The transculturation of European literary forms in Latin American is by now a commonplace. We think of the trope of the Latin American writer (Borges, for example) whose Americanness is reflected in a sort of all-knowing universality, the Popul Vuh and Flaubert. Goethe’s Wilhelm Meister’s Apprenticeship (1796) is generally considered to be the first coming-of-age novel, although it of course had its precursors. While the Bildungsroman emerged in Germany, it soon spread throughout Europe and the world. Yet, for some reason, it is a relatively rare genre in Latin America. Wikipedia’s list of 93 examples, from the twelfth century to the twenty-first, includes but three from the Spanish and Spanglish-speaking world: Lazarillo de Tormes, Rudolfo Anaya’s Bless Me, Ultima, and Sandra Cisneros’ The House on Mango Street. Two outstanding examples of the genre in Latin America are José Emilio Pacheco’s Las batallas en el desierto and Alfredo Bryce Echenique’s Un mundo para Julius. The latter traces the coming-of-age of the supremely entrañable Julius in Lima who, although of the oligarchy, prefers to hang out with the servants, and who prefers to play the first half of a football match on one side and the second half on the other. The former, in a much slimmer volume, tells the story of young Carlos in Mexico City at the very time when the ideals of the Mexican revolution are being laid to rest. Both novels transcend the purely individual and can be read as commentaries on societies in transition.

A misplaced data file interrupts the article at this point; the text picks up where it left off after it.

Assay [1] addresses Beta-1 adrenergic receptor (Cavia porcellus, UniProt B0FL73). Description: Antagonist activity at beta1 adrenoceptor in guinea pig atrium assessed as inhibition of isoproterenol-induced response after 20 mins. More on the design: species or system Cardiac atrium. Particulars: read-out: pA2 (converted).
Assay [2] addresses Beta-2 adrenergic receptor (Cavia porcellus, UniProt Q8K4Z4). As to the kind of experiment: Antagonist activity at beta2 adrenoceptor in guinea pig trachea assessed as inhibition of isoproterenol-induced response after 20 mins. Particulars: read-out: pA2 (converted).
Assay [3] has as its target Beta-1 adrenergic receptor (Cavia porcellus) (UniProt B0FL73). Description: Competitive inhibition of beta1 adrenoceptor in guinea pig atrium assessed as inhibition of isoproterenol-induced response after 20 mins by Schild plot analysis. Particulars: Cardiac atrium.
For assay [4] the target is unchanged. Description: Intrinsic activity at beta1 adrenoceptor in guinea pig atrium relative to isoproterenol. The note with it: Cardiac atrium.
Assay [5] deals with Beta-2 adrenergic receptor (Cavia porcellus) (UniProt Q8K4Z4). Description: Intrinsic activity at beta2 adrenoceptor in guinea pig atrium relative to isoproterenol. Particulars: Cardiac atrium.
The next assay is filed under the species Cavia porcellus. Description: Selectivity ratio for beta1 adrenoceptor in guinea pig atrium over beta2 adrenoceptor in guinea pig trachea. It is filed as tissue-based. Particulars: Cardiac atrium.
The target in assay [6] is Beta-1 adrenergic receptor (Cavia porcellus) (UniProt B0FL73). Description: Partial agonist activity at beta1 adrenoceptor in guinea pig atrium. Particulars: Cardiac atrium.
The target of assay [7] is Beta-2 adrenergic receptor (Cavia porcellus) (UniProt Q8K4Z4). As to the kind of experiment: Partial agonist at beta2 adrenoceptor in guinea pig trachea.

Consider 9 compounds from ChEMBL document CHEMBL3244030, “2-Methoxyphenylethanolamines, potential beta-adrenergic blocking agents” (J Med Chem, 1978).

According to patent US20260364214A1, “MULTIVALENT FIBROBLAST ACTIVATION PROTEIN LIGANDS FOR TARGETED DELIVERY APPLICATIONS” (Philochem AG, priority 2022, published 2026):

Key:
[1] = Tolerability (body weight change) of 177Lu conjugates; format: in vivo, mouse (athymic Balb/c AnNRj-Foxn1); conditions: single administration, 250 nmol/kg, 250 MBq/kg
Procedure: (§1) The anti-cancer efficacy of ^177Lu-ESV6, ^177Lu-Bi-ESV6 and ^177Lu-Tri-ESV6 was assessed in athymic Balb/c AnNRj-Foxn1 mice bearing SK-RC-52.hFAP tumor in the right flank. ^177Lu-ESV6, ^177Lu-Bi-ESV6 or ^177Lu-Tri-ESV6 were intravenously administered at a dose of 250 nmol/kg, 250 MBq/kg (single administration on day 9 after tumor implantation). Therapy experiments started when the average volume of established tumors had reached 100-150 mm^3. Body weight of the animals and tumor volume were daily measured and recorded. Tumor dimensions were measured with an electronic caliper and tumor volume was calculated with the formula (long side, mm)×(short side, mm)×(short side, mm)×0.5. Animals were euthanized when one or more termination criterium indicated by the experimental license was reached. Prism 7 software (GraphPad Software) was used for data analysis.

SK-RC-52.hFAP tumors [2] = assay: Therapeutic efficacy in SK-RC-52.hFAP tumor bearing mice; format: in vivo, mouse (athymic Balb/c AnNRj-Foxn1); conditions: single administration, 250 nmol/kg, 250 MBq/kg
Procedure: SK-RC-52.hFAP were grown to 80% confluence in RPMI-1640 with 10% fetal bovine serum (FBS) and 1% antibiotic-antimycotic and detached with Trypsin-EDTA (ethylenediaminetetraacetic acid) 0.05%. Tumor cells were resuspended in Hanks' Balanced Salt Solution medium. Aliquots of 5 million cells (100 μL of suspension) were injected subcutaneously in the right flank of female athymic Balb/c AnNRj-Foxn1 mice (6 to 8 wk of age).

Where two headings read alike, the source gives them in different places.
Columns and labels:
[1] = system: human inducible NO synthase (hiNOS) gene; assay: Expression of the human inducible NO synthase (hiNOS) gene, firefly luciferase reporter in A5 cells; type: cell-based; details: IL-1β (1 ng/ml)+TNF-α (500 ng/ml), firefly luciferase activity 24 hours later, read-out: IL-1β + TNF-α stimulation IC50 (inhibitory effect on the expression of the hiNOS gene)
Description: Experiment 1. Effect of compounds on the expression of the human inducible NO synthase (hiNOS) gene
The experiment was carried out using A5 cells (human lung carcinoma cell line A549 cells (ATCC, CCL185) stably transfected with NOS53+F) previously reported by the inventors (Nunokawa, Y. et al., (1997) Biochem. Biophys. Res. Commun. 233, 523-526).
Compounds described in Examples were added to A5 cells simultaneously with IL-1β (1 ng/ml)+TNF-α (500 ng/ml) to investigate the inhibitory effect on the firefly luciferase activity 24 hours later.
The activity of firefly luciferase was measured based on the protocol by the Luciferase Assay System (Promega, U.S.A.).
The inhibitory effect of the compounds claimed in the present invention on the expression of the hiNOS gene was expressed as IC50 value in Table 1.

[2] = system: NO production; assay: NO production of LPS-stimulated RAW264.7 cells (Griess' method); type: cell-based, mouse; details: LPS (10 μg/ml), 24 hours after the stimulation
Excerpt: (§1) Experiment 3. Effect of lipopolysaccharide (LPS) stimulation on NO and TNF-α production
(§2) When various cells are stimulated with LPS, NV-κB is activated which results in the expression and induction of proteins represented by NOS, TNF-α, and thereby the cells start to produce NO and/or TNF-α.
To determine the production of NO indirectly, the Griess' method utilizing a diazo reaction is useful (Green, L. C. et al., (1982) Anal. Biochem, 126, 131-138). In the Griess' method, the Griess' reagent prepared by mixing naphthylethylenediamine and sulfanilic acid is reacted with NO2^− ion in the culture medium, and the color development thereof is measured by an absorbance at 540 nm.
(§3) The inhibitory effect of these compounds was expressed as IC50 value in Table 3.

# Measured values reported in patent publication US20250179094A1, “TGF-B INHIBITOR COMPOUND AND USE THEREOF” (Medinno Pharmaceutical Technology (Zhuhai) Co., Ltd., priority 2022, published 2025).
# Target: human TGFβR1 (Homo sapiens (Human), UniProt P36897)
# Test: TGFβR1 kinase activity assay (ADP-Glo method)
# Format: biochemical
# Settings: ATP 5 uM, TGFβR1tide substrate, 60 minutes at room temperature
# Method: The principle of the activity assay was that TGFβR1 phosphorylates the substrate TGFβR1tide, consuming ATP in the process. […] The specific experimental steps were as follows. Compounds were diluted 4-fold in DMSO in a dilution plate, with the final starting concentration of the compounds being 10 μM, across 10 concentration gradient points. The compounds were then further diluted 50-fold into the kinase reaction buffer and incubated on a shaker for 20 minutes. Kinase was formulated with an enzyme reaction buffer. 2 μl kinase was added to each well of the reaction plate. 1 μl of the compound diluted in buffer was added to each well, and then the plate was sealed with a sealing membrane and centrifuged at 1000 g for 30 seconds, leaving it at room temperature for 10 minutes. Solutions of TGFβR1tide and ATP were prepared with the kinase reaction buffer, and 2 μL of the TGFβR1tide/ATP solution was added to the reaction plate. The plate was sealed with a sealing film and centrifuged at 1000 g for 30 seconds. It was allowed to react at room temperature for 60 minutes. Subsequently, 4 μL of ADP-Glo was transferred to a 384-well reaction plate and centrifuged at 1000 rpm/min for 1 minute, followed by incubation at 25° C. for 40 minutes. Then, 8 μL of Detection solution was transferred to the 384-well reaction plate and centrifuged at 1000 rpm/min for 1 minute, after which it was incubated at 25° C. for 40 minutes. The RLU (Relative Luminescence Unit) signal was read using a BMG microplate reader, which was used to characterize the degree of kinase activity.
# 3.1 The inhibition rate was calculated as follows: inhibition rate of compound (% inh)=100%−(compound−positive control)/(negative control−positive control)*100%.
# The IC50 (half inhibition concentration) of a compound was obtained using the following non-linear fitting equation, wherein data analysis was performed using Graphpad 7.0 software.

- Spanish American Studies